How rent can you afford? Learn how much you can responsibly spend on rent
Shopping for a new apartment is stressful: You spend hours flipping through pictures online, attend open houses or take virtual tours, and have to balance factors like location, size, and amenities. The one thing you can be sure about is your budget...right?
Conventional wisdom says you should spend 30% of your income on rent, but according to a 2015 Harvard report, more than half of renters go over that number. (That’s probably because the 30% rule is more than 50 years old—more on that below).
It turns out that the question, “How much rent can I afford?” requires an incredibly personal calculus to answer. Here’s how to determine how much rent you can actually afford, with a budget based on your individual needs and financial goals.
Table of contentsHow Much Rent Can I Afford?How to determine the total cost of movingMaking your rent work with your budget
How Much Rent Can I Afford?
Here are some of the most important factors to consider when budgeting for a move.
Your monthly income. Most financial experts recommend spending around 30% of your gross monthly income on rent (note that gross is different than net income—gross is your income before tax). Multiply your gross monthly income by 0.3 to find 30% of your income. If this number feels unrealistic in your housing market, that’s because the 30% rule is actually pretty outdated—it originated in 1969, and hasn’t been updated since. It also doesn't hold up at especially high or low income levels. (At higher income levels, spending 30% on rent could be more lifestyle creep than necessity.) Simply take it as a directional guide away from overspending on rent.
Your savings accounts. Savings is almost as important as income. Make sure you have enough in the bank to cover your security deposit and other move-in costs without having to dip into your emergency fund or compromise your financial goals.
Your debt. Even if your income is high, you may need to spend less on rent so that you can save some money for student loan payments or credit card debt.
The housing market. You can set a great rent budget for yourself based on your own financial situation, but it won’t matter if you’re moving into a housing market that’s much more expensive than what you anticipated. Research the average rent costs in your neighborhood to come up with a more realistic budget.
Your lifestyle. Your rent budget should also take into account personal factors, such as the amount of time you spend in your home. If you work from home and have a big home office set-up, that could justify more expensive rent. If you travel frequently, you might want to spend less on rent. Although your financial situation will set the hard limits for how much you can spend on rent, your lifestyle can help you decide how close you can get to the recommended 30%.
How to determine the total cost of moving
Rent isn’t the only thing you need to budget for when moving to a new place. Before you sign a lease, make sure you’ve considered all of your move-in costs:
Utilities: If utilities aren’t included in your rent price (they usually aren’t), ask your landlord which utilities you’ll have to pay each month, and about how much they usually cost. Then, fact-check them by researching the averages for your city or neighborhood online. Add this information to the total rent cost when comparing apartments and budgeting.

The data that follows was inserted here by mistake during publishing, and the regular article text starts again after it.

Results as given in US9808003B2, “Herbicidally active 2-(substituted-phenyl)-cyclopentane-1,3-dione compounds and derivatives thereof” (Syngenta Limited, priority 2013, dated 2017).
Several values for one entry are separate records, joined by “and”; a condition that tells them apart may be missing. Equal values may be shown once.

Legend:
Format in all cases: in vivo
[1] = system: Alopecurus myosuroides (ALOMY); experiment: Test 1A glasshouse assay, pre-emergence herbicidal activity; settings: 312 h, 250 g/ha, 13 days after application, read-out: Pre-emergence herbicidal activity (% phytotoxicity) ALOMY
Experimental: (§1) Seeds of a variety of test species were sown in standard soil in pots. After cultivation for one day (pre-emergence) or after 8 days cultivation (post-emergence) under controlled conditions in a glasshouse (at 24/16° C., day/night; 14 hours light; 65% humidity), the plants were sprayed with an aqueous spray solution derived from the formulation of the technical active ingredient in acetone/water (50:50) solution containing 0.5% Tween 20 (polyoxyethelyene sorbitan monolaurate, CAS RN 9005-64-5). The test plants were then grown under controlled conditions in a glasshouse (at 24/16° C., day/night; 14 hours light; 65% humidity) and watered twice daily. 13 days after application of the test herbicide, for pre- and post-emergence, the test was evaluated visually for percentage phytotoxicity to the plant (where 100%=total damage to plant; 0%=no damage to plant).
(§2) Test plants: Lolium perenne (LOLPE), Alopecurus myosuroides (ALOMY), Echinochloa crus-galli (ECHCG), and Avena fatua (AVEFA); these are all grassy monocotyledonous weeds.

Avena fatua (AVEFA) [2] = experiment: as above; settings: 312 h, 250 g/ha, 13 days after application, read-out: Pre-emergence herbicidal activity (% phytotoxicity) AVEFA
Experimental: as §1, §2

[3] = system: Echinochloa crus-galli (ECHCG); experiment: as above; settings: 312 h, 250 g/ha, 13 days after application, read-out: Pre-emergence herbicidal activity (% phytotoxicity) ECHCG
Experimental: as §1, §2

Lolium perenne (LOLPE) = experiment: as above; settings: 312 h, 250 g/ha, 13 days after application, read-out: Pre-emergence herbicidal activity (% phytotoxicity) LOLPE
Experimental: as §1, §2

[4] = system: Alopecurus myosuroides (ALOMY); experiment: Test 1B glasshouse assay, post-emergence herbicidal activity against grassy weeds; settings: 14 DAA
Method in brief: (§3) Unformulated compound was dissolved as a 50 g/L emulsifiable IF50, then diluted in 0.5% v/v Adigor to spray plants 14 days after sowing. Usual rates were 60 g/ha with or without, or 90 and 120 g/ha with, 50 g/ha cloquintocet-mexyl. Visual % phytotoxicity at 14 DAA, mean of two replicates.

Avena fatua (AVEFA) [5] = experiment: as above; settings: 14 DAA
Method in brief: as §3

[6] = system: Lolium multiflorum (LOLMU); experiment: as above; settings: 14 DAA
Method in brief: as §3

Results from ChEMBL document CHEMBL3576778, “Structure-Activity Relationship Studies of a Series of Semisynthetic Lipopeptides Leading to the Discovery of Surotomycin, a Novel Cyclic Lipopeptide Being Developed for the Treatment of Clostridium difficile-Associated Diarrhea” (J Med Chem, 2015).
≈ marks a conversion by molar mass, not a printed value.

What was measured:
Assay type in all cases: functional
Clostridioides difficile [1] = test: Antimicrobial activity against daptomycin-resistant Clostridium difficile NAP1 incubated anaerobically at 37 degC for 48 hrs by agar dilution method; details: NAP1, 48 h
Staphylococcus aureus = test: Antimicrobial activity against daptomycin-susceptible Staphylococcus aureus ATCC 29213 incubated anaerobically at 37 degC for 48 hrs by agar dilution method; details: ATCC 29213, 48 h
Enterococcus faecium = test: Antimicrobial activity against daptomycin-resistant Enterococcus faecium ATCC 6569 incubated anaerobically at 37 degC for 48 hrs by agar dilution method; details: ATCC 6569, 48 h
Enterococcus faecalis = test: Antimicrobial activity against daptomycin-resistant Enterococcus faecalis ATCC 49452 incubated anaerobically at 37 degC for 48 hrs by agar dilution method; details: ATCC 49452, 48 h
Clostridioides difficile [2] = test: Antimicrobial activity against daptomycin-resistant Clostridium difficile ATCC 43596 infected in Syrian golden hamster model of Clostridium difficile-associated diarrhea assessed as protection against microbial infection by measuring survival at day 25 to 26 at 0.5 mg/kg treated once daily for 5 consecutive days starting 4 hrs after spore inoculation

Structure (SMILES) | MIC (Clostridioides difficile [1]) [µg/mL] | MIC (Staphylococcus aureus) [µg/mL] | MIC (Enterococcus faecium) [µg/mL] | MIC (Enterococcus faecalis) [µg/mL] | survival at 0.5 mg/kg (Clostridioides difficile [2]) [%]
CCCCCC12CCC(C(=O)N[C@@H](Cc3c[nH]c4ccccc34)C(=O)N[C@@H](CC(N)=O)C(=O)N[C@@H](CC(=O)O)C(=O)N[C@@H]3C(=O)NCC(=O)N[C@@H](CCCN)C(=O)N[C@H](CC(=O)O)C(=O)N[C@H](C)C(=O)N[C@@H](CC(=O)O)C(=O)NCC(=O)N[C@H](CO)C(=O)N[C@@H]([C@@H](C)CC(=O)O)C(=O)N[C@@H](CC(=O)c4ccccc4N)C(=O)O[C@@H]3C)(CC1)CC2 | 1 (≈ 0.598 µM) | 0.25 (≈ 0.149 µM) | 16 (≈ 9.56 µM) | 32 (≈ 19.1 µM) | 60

Security deposit. Most landlords require a security deposit equal to one month of rent before you can move in—sometimes more. Find out exactly how much you’re expected to pay, and make sure you can cover it without dipping into your emergency fund.
Fees. Make sure you’re aware of any additional fees associated with your new place: a one-time broker’s fee, monthly maintenance fee, additional costs for parking or pets. Add any fees to the rent price to get a more accurate idea of how much you’ll need to budget for rent each month.
Furniture. Whether you’re driving your furniture in a U-Haul, shipping it across the state, or buying all new stuff, furniture is a major expense to moving. How much you need to budget for this depends on the size of the space you’ll be furnishing. Shared apartments with furnished common spaces reduce this expense; whereas getting your own one bedroom increases it.
Making your rent work with your budget
If you already have a solid personal budget, plug the new numbers into your existing budget and see if you’ll need to make changes to account for your new rental.
If you don’t have a budget already, try the 50/30/20 rule. The 50/30/20 budget rule is a popular rule of thumb for understanding your budget that suggests spending 50% of your net income on living essentials (including rent), 30% of your net income on nonessentials, and 20% of your net income on saving for your financial goals. Your new rent shouldn’t push your spending on essentials above 50%.
Don’t expect to change your spending habits. It can be tempting to move numbers around in your budget to make room for a more expensive rental, but you’ll probably regret it. If you don’t want to stress about making rent each month, make sure you can afford your new home while maintaining your current spending habits. You’ll be much happier if you have some money left each month for your financial goals, so be conservative with your rent budget.
Looking for a new home that fits within your budget? Bungalow offers private rooms in shared homes in 11 cities nationwide. Bungalow rooms are less expensive than solo living options like studio apartments, and our homes come with furnished common spaces and stocked kitchens, reducing your move-in cost. Find a room for rent in a Bungalow home here.
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